healthierkitchen December 27, 2018
Wow! Thank you, this is wonderful, Amanda. I definitely relate to the seeming dichotomy of being a homebody but feeling restless. I find that cooking is a creative act, and I also often try new things and tinker with regulars. My family's favorite foods are still the few that I made over and over by rote: peanut chicken (or tofu for my daughter), pesto, and simple soups and stir fries. and I might add as an aside that some of our absolute favorite recipes still come from the early contributors to this site. They are among our most loved and vetted recipes!
 
Author Comment
Amanda H. December 29, 2018
This is so great to hear! I just made Secret Ingredient Beef Stew, which was also an early Food52 recipe. I've made it many times but never cooked it for my extended family before. It was a big hit, so I'm going to put it into the holiday rotation, rather than searching for something new every year. :)
 
M S. December 20, 2018
Wow. This is pretty serious presentation Amanda. I first responded by noting that kids love Prego. True. But this is much more...more than food. All the little things you note...dad talks to them while he cooks, makes familiar dishes, not stressful, complicated dishes, avoids nuances that the kids have no context for understanding. Do you miss many dinners at home because of your work responsibilities, too. Painful. Sure you have resources for dealing with all this.stuff. Did all the above. Still fooling around with french fries starting with your column. Very big on croque monsieurs for the past month-remember your "From the Streets of Paris" thing. And, everything else. Like four hours figuring out what to serve first for Thanksgiving. My son, now in his thirties, hates the mention of Richard Olney's name. Our salad for years was the classic oil-3, vinegar-1, freshly grated garlic, touch of dijon mustard, parsley and tarragon. After Olney, decided this was passe and corny, and switched to subtle oil, vinegar, shallots. Family has hated the salads since then, . Maybe Marian Cunningham's "keep it simple dear" and the Canal House offer a little light at the end of the tunnel. oh well.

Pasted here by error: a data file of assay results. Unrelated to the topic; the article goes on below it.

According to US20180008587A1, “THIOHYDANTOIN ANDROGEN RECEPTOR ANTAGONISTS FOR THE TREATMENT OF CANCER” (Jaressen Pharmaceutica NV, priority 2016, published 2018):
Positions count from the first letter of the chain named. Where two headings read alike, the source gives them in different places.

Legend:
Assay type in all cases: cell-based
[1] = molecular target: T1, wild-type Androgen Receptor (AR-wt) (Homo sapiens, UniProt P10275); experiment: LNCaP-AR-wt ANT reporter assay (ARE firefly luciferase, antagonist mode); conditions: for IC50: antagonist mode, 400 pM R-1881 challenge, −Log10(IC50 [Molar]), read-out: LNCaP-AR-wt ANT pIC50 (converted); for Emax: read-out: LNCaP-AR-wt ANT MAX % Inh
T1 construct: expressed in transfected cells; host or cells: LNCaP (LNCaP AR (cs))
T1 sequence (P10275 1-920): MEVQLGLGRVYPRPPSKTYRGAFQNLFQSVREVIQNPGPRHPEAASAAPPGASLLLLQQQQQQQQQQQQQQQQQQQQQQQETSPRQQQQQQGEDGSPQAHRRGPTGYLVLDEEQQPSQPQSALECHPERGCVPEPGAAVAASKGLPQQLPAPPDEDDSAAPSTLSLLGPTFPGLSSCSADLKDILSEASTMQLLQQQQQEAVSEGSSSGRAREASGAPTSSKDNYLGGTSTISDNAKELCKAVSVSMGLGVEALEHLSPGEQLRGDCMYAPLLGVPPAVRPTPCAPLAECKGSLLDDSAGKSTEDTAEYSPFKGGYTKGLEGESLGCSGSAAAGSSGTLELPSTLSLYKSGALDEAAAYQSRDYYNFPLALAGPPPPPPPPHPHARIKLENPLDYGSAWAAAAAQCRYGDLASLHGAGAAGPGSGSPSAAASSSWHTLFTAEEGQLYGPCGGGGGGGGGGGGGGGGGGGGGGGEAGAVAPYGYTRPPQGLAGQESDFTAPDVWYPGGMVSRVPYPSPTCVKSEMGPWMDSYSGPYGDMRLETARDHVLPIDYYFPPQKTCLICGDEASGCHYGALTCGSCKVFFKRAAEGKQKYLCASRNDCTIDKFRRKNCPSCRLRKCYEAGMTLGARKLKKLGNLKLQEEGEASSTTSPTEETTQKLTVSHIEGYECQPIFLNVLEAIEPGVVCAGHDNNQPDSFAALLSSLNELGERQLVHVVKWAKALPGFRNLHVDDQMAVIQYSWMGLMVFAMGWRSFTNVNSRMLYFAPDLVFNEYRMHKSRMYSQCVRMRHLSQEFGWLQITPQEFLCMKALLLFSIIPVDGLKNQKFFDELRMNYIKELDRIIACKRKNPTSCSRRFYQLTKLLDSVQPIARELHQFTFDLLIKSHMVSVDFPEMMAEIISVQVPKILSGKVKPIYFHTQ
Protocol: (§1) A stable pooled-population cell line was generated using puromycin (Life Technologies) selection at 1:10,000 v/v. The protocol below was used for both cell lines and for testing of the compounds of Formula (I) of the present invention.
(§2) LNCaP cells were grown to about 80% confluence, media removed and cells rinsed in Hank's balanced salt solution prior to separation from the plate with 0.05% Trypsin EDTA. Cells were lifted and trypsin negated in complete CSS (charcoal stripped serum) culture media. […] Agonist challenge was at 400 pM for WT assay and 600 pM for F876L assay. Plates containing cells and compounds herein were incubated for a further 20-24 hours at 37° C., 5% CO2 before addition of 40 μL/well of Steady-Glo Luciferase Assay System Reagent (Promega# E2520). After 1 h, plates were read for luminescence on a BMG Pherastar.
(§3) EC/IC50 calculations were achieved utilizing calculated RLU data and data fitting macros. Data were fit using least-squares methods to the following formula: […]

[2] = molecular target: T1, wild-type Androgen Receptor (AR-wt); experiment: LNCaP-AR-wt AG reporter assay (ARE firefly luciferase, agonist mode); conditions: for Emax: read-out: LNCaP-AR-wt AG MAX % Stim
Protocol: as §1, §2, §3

Author Comment
Amanda H. December 29, 2018
Thanks for sharing your thoughts. Sounds like your kids have had some great food.
 
Bri L. December 20, 2018
Repetition makes traditions, and signature dishes that friends and family can love...I applaud your hubby for his tweak til it’s right approach and your quest for the exciting and new—how lucky your kids are to get both! I’ve long held the belief that one should marry complimentary vs redundant skills, so cheers to you for making it work. And yes, post kids, simple is key, at least on weeknights!
 
Author Comment
Amanda H. December 29, 2018
Thank you, Bri -- I appreciate your encouragement.
 
kathy J. December 19, 2018
Amanda, you are a food expert for sure, but you are also a very gifted writer.
 
Author Comment
Amanda H. December 29, 2018
Thank you, Kathy -- appreciate you saying this.
 
Merrill S. December 18, 2018
Getting to this a bit late, but it was worth the wait. It was especially fun to read because I've witnessed this important transformation. Now, I need to take some inspiration from your restless years and apply them to my own cooking... 😉
 
Author Comment
Amanda H. December 29, 2018
No! Your cooking is perfect.
 
lastnightsdinner December 18, 2018
I love this. My schedule is such these days that I rarely get to cook dinner for my kids (their current favorite eats are "daddy's salmon patties" and "daddy's turkey burgers"), so I try really hard to make sure we eat dinner as a family on Sundays. I generally let the kids decide what we'll eat, and 99% of the time, they ask for spaghetti and meatballs. The repetition is hard sometimes, but I am also learning to slow down and roll with it.
 
Author Comment
Amanda H. December 29, 2018